A big carrot: Octopus seeds new business energy verticals


Octopus Energy for Business plans to quadruple its customer base in the next couple of years. Director Zoisa Walton thinks creating products for business verticals will help power growth.

The company has just launched a new tariff for vertical farmers – companies developing novel agricultural methods, and who tend to grow indoors (Bristol-based Lettus Grow is a good example).

Powering indoor lamps burns a lot of energy, which can make up to 40% of operating costs, hampering the sector’s growth potential, according to Walton. She says Octopus’ new tariffs – one avoids evening peak costs, the other priced half hourly – enable them to cut energy bills by 8-12%.

She says that is quite a big carrot, literally.

“Currently, vertical farmers might be [billed] using average energy pricing, but through these tariffs we can help them flip the day into night,” she says. “It doesn’t matter to a carrot if it is day or night [when the lights are on], because it is an artificial environment. So using these tariffs, and by altering the circadian rhythm of the carrot, they can cut their costs, which helps them to innovate and scale more quickly.”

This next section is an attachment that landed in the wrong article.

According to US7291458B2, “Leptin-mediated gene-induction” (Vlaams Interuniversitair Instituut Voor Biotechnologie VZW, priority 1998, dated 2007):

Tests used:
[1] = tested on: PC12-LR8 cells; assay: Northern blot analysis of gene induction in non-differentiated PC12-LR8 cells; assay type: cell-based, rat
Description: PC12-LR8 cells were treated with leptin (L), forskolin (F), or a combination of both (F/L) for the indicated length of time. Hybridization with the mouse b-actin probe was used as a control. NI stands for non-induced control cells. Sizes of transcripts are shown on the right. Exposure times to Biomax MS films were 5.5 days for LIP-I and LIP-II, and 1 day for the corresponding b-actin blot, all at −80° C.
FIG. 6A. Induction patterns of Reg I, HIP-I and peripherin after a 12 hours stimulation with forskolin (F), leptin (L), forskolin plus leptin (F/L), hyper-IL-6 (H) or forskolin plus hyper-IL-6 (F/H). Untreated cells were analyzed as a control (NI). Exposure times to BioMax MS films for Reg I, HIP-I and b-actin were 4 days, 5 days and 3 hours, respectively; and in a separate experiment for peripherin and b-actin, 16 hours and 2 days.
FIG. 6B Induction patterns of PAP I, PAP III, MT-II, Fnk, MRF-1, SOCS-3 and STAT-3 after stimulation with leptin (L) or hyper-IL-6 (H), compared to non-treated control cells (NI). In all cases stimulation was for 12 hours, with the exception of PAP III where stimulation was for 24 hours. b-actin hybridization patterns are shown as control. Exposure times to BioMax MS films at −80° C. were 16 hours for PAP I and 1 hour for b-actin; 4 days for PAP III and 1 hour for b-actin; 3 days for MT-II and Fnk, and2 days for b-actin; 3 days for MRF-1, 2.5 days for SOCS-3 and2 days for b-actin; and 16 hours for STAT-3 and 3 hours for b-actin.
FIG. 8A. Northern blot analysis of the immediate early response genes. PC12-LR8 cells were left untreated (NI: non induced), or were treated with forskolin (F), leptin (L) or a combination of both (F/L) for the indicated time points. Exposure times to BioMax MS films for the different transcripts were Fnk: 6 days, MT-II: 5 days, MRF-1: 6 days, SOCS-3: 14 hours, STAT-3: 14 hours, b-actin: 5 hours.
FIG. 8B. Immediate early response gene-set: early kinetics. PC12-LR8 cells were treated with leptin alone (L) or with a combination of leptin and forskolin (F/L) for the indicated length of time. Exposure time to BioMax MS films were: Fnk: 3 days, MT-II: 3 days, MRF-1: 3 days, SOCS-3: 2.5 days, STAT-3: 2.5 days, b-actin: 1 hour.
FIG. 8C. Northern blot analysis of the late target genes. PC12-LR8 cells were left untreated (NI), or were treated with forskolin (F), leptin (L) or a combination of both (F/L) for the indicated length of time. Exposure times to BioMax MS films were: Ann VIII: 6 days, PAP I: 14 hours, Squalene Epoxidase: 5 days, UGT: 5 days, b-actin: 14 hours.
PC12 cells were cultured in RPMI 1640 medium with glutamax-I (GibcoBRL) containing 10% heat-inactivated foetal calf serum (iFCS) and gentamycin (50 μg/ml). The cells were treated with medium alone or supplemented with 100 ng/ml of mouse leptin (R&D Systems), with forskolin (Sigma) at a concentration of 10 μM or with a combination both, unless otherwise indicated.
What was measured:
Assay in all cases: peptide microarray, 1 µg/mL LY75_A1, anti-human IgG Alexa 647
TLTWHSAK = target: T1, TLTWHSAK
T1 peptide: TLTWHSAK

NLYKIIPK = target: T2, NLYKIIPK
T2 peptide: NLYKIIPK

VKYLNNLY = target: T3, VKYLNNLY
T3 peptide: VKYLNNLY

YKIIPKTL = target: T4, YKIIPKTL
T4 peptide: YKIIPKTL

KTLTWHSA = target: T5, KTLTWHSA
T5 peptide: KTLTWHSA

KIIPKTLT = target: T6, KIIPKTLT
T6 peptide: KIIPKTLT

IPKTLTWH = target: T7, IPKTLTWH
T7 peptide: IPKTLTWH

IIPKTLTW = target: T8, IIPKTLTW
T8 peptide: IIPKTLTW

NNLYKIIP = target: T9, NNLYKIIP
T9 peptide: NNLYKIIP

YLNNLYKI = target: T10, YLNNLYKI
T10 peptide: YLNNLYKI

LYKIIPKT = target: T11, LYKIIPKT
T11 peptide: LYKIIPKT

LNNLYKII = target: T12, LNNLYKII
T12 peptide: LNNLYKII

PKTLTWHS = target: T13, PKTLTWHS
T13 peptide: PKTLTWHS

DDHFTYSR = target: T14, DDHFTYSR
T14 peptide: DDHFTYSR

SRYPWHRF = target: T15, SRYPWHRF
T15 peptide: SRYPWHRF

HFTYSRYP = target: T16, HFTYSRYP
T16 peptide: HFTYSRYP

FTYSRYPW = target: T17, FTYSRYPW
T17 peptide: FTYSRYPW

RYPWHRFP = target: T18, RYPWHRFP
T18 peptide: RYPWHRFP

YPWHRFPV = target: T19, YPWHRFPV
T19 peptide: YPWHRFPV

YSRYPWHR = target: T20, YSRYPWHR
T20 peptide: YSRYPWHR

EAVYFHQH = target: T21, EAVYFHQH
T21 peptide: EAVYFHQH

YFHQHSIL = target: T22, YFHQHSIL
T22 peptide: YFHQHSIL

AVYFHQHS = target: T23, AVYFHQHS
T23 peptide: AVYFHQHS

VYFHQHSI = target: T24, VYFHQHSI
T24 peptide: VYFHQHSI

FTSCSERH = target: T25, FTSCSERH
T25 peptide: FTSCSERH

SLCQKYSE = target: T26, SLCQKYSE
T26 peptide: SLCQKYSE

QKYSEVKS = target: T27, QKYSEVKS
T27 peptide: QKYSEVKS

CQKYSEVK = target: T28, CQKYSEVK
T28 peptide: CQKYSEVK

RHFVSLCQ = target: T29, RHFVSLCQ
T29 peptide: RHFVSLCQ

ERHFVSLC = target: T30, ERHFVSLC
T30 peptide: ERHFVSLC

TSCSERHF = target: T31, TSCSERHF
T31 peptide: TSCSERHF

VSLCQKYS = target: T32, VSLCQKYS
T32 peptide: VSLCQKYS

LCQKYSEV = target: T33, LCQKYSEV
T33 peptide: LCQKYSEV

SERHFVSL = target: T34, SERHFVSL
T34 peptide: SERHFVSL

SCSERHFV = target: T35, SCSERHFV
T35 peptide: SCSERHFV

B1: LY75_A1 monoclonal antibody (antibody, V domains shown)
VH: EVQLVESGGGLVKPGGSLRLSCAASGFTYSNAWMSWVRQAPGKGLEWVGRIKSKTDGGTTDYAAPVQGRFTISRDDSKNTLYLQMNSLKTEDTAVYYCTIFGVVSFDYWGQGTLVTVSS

Since launching in January 2018, Octopus Energy for Business has accrued 5,000 customers, mostly SMEs, supplying them with 100% renewable power. Walton, a country director at Dutch utility Eneco prior to joining Octopus, has significant experience of the industrial and commercial energy market. But she believes the SME to mid-market is where opportunity lies.

“We call them the industrial and commercial customers of the future,” says Walton. She thinks Octopus can amass 20,000 of them over the next 12-24 months and creating niche products is a key strategy. The company already has Arsenal on its books, and Walton hinted further products for sports venues and breweries may be in the offing.

Local energy

Local energy models and tariffs are another strategic aspect. The company launched its first local tariff in Leicester, using a local solar asset to supply local firms. Walton says the reaction has been “fantastic,” with hundreds of businesses signing up within the first few weeks, and Octopus targeting a further 500 by the year end.

“They are extremely engaged and extremely loyal – and they want to know what comes next,” says Walton. In future, that may be packaging on-site solar or other generation assets to business customers, says Walton. But for now, replicating the model in other cities takes priority and Brighton is next on the roadmap.

Sustainable growth

Though Walton has ambitious targets to hit, she says Octopus will not undersell itself.

“I want to achieve that scale of growth using our technology and insight, and by adding value, not from buying contracts.”

She says that if businesses can adapt to time of use tariffs and change their behaviour as a result, the GB system will become smarter and leaner that much sooner – laying the foundation for SME involvement in things like demand-side response (DSR).

“That will come for small businesses, but first we have to get them engaging with time of use and dynamic tariffs,” says Walton. “That is what we do.”

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